Everything you do, think and feel is the result of one powerful organ — your brain. The conductor of consciousness, the author of your story, the frontier of your future — whatever name you want to call it, it’s important to recognize the vital role your brain plays in directing your life.
Your brain contains 100 billion neurons — nerve cells that have the ability to store and communicate information between each other using what’s called synaptic connections. These neurons are linked together in numerous unique patterns, all of which shapes your behavior.
Most of our ideas, thoughts, memories and behavior is a result of a neural network (the various combinations of these neurons firing in unique sequences). All of this activity in your brain often happens unconsciously and automatically. How incredible is that?
For instance, when I was in grammar school, I hated math. I had a tough time and didn’t know how to ask for help so I just got by with a passing grade. Each year brought more anxiety, and the more I thought about math the more it scared me. My neurons became so hard wired from thinking that way, just the thought of doing math sent shivers up my spine. As a result, I had programed myself to react a certain way.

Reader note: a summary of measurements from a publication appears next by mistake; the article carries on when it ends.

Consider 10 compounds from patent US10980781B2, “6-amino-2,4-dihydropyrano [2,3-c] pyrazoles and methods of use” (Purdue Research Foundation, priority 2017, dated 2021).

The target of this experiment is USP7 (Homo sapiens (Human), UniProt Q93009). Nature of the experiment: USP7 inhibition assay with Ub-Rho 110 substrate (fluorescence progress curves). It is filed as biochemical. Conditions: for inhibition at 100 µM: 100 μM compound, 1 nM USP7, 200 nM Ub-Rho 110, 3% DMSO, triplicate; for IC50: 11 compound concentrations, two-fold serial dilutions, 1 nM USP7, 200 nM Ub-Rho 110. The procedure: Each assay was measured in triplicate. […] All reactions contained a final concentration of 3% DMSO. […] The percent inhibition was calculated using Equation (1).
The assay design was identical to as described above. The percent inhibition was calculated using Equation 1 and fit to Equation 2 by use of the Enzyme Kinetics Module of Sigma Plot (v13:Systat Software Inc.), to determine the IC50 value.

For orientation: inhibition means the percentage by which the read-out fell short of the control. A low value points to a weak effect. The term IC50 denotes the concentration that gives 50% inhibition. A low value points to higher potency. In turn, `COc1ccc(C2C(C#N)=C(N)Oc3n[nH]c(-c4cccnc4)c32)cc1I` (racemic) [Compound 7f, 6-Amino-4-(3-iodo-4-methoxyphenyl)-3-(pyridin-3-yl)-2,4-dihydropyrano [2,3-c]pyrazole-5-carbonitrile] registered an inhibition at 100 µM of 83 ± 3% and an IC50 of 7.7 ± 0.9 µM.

Understanding how these neural networks work is important. Because the more brain circuits repeatedly fire, the stronger the connections between them become. So whether you consciously realize it or not, you are neurologically wiring yourself (for better and for worse). The bottom line: Where you focus your attention is what you neurologically become.
In order for change to occur, you need to rewire the circuitry in your brain. Breaking old patterns requires sparking new thoughts, introducing new ideas and then strengthening them over time. Through repetition, these new thoughts will eventually become ingrained in your mind.
So what will you choose to focus on today?
If you’re still wondering if you can change your brain, the answer is yes. You most certainly can.
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Read more here:: How to Change Your Mind: The Science of Breaking Habits